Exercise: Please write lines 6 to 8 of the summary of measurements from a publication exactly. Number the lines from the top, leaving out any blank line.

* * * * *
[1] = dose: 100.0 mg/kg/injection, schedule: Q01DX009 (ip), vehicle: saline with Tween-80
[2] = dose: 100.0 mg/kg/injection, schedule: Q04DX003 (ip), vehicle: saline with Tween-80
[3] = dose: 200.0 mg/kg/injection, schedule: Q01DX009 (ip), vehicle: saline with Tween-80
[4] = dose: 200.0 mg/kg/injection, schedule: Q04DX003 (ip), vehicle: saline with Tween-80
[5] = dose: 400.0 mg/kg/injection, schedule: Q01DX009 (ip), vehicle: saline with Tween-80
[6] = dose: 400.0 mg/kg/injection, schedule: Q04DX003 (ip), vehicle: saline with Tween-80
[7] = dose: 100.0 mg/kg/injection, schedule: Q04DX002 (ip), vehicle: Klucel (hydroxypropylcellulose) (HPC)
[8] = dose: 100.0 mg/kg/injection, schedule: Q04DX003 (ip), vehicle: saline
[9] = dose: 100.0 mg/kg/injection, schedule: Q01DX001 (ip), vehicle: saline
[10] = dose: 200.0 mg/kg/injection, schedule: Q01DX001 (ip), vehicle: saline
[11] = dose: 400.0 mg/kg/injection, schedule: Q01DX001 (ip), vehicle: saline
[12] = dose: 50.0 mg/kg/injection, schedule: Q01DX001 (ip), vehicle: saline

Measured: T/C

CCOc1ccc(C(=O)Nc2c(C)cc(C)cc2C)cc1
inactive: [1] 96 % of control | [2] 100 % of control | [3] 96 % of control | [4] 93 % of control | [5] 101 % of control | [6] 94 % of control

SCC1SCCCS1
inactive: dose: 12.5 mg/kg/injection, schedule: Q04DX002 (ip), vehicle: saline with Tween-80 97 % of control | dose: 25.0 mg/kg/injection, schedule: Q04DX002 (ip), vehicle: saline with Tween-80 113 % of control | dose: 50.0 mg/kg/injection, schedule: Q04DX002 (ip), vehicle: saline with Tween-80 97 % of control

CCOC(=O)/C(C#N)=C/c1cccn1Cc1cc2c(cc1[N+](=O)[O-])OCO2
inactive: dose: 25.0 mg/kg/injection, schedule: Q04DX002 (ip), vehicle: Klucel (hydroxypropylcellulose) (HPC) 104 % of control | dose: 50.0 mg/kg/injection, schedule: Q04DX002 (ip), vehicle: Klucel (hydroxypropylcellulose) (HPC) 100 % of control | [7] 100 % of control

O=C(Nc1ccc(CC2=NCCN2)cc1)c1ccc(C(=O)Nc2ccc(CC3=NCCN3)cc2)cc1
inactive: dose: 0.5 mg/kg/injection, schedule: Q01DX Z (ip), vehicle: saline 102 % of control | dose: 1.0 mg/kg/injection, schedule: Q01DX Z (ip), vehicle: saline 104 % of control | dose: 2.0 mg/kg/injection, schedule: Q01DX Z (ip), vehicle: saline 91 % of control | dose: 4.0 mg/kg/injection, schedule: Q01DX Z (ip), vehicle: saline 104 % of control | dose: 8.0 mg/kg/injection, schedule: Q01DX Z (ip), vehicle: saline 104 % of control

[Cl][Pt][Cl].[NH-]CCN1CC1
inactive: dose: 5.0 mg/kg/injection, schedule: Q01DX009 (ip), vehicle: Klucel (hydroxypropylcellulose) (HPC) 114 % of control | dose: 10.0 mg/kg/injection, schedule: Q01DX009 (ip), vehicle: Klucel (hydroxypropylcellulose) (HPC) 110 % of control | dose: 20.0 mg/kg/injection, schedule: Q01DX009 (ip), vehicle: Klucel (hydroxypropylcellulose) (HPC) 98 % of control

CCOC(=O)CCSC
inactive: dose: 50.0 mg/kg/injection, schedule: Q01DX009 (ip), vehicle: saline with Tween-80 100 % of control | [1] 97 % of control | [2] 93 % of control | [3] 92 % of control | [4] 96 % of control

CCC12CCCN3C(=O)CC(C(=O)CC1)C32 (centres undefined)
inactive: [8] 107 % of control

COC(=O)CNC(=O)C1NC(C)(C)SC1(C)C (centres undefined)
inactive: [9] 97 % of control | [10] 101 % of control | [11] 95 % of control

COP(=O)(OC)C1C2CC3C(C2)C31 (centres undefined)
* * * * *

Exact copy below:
[6] = dose: 400.0 mg/kg/injection, schedule: Q04DX003 (ip), vehicle: saline with Tween-80
[7] = dose: 100.0 mg/kg/injection, schedule: Q04DX002 (ip), vehicle: Klucel (hydroxypropylcellulose) (HPC)
[8] = dose: 100.0 mg/kg/injection, schedule: Q04DX003 (ip), vehicle: saline